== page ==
To Make the Topping:

  1. In a medium bowl, combine the butter, almond flour, oats, granulated sugar, whole wheat flour, all-purpose flour, wheat germ, brown sugar, and salt. Blend with a pastry blender until homogenous.
  2. Add sliced almonds and blend with your fingers. Refrigerate until needed.

To Make the Cake:

  1. Position a rack in the middle of your oven and preheat to 350 degrees. Line and grease a 9-inch springform pan with parchment paper and cooking spray.
  2. In a stand mixer fitted with the paddle attachment, cream the butter, granulated sugar, brown sugar, and salt on medium-high speed until light and fluffy, about 2 minutes.
  3. Incorporate the vanilla and eggs, one at a time, beating well after each addition. Be sure to scrape the sides of the bowl well.
  4. Pause mixing and all the all-purpose flour, wheat germ, almond flour, rye flour, baking powder, baking soda, yogurt, and orange zest. Mix cautiously, just until incorporated. Do not over mix!
  5. Scoop the batter into the prepared pan and cover evenly with the pears.
  6. Top with the crumble, allowing a little fruit to poke through.
  7. Bake for 1 hour 5 minutes or up to 1 hour 15 minutes, or until a cake tester comes out clean. Do not over bake!
  8. Allow to cool for 15 minutes in the pan; then squeeze the orange over the entire cake.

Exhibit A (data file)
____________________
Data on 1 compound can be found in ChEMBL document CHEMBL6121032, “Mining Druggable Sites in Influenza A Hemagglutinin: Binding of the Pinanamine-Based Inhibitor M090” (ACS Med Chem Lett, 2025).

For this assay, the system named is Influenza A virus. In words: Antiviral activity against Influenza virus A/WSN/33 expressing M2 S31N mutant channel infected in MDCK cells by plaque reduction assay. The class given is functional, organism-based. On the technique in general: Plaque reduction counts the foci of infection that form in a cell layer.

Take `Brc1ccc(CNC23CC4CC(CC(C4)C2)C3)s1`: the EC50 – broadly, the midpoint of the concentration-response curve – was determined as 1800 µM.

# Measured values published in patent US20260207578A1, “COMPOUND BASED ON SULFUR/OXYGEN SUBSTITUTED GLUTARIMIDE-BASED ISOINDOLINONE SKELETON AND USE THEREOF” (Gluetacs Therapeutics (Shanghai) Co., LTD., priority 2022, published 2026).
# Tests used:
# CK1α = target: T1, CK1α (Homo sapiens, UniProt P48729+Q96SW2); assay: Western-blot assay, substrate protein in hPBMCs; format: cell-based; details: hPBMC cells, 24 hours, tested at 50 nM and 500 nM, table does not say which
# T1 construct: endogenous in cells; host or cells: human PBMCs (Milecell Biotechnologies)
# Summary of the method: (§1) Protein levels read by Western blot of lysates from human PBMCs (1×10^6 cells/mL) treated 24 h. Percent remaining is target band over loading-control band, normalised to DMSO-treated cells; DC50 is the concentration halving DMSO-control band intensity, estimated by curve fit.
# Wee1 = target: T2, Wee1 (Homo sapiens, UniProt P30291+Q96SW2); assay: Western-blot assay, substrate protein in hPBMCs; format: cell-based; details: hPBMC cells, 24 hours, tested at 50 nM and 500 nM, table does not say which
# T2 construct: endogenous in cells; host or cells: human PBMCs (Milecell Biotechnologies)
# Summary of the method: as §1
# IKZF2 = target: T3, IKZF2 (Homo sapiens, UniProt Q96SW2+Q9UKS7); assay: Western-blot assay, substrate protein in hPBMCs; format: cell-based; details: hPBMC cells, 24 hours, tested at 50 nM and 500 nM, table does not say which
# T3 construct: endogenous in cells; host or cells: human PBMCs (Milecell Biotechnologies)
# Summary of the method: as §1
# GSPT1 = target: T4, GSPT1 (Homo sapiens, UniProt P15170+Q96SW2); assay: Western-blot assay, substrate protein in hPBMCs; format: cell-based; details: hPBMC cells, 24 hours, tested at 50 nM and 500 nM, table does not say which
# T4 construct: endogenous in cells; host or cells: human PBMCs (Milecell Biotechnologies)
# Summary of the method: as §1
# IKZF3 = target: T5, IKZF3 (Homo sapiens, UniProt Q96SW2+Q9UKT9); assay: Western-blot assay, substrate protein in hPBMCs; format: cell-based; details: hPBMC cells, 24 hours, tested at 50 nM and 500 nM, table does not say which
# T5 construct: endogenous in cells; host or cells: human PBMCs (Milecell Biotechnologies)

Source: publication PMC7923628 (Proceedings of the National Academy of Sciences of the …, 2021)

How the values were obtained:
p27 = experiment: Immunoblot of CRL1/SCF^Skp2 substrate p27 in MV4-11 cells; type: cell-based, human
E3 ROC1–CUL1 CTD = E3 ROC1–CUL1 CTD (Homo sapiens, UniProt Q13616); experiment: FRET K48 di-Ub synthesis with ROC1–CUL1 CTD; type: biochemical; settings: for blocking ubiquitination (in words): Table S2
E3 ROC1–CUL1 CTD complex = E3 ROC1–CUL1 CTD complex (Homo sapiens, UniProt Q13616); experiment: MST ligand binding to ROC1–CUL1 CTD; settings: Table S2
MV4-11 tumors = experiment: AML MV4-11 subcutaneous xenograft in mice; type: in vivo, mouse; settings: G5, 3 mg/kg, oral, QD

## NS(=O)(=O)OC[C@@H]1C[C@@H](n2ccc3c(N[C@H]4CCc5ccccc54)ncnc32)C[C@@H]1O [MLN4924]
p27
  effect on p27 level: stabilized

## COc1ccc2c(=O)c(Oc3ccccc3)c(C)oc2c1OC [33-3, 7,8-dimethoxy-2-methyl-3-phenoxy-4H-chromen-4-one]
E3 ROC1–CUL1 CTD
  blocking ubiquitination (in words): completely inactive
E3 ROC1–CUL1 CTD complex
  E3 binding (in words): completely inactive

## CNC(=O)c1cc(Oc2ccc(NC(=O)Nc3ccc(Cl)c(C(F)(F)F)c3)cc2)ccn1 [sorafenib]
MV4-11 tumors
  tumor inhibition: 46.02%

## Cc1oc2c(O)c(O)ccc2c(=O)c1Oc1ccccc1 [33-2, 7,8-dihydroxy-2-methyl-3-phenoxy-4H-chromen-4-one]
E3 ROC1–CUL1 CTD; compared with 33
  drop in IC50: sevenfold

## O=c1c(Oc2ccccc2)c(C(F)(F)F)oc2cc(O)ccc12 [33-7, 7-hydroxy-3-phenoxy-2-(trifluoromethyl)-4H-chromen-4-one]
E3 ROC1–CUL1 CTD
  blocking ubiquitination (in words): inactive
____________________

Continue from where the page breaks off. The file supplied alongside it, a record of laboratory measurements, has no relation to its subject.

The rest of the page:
9. Remove the side of the pan and gently pull the parchment paper from every nook and cranny of the cake.

Note: This cake is best served the day it is made, but it will keep, tightly wrapped, for up to 2 days at room temperature.

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Blueberry Cornmeal Cake

There is still time! Fresh blueberries are still available!! I regret not posting this wonderful cake sooner- my apologies…. I first read about this blueberry cornmeal cake on Sue’s blog, Birgerbird. She described it as one of the best desserts she had ever tasted, and I know that she has tasted some delicious desserts! 😉 I have had it on my “to make” list ever since. It lived up to my expectations. My family and I devoured it. Mmmmm…. We ate this delicious rustic cake for dessert but it would also be wonderful for a special breakfast. It’s not overly sweet and has a fabulous crumb from the cornmeal. Berries and corn are a wonderful match.